The Law Revision Commission first extensively studies selected issues through research, meetings with affected individuals and organizations, and consultation with expert members of the practicing bar and law school faculty. Once that groundwork is laid, the Commission issues preliminary findings for public input and may conduct public hearings on particularly difficult issues. Final recommendations are presented to the Legislature in a detailed report. At times, the Commission also has drafted proposed bills for appropriate action by the Legislature.

Contributions to New York Law

In its 88 years of existence, the Commission has undertaken numerous studies, developed recommendations for change, and proposed legislation on a wide variety of subjects. Reforms initiated by the Commission have been particularly significant in areas such as negligence and personal injury, contracts, real property, commercial law, and family and matrimonial law. The Commission has also done extensive work in other areas of New York law, including the Insurance Law, the State Administrative Procedure Act, the Uniform Commercial Code, the Alcohol Beverage Control Law, the Not-for-Profit Corporation Law, and single statutes such as those governing inheritance rights of adopted children, spendthrift trusts, joint bank accounts for convenience, privacy provisions for HIV research, and guardianship of incapacitated individuals.

Current Status

The Law Revision Commission has remained authorized by statute since its inception in 1934, but has faced periodic challenges with maintaining its funding. There have been several attempts over the past 30 years (some successful) by various Governors to defund the Commission. Most recently, the Commission’s work has been significantly hindered by the lack of any funding since 2016, as a result of a discontinuance of its inclusion in the state budget.[8] Nevertheless, the careful work, dedication, and specialized knowledge contributed by the Commission has continued, with a much-reduced scope, through the voluntary work of former staff and several Commission members.[9]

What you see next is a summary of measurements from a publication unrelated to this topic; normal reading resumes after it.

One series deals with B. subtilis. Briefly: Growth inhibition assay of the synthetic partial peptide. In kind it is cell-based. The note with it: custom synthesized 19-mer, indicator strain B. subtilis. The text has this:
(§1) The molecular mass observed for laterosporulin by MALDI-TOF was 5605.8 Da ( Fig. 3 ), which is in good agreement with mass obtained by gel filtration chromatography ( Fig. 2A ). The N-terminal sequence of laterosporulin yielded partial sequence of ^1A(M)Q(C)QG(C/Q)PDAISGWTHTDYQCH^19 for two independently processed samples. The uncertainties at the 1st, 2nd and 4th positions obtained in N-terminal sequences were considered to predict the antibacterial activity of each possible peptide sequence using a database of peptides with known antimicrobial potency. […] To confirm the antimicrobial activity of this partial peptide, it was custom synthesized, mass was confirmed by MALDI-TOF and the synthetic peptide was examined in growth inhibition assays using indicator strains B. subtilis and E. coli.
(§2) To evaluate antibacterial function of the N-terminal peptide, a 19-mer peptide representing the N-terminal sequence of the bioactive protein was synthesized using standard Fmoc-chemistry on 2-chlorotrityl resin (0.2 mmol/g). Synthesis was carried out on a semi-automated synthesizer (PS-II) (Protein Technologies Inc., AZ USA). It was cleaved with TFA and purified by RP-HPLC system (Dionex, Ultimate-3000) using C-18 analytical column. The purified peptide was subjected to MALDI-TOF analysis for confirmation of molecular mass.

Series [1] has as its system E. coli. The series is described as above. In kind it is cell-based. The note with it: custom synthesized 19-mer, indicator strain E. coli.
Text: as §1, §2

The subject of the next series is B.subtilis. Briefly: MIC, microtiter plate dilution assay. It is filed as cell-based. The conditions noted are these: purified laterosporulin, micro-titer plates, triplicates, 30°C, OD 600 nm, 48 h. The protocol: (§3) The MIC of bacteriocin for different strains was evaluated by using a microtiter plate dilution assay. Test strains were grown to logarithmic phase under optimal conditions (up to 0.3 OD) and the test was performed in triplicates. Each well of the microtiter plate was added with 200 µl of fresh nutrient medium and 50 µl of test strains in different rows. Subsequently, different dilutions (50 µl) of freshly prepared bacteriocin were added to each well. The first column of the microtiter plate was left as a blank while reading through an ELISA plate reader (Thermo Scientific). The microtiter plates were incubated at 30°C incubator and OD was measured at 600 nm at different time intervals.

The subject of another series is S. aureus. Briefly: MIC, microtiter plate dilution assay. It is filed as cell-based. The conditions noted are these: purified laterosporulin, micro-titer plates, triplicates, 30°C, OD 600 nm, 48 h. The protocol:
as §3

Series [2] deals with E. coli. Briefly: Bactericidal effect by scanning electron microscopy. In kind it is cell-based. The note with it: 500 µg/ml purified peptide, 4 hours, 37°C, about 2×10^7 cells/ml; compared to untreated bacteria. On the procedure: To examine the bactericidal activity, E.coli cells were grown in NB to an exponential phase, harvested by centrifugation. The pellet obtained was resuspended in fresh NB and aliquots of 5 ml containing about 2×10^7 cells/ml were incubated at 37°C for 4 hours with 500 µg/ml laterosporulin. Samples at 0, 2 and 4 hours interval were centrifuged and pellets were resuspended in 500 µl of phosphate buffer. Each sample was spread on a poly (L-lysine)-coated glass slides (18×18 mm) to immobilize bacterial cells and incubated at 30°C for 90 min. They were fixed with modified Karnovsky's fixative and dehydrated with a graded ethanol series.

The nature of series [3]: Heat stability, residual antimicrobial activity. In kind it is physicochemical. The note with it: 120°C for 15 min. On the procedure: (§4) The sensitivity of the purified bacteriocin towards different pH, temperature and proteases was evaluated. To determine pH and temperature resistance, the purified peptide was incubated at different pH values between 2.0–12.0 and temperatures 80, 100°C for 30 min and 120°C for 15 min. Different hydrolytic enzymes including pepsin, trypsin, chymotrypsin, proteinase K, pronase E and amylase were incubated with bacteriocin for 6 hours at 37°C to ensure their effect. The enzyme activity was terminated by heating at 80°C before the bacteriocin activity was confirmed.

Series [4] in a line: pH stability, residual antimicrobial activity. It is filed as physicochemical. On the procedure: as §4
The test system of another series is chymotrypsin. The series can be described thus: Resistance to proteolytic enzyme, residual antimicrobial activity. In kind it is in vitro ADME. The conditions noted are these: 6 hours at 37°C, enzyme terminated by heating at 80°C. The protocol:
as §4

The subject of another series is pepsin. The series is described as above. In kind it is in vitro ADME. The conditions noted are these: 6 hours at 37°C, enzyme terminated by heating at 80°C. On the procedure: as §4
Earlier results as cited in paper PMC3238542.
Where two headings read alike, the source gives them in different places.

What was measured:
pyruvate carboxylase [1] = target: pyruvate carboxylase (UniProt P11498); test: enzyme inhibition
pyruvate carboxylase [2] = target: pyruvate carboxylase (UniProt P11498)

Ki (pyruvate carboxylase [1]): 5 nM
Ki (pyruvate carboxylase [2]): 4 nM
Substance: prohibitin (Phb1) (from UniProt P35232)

The Law Revision Commission was designed to utilize the knowledge and experience of legal scholars and practicing attorneys to address complex and/or unclear areas of law through careful study, for which it is uniquely positioned. The Commission serves a critical function in the ongoing improvement of New York’s laws, endeavoring to ensure that the State’s laws remain consistent, fair, responsive to emerging societal needs and reflective of the forward-thinking nature of its citizens. Unfortunately, the Commission’s work has been impeded for the past several years due to a lack of funding. It is hoped that this will be rectified in the near future.

Foot Notes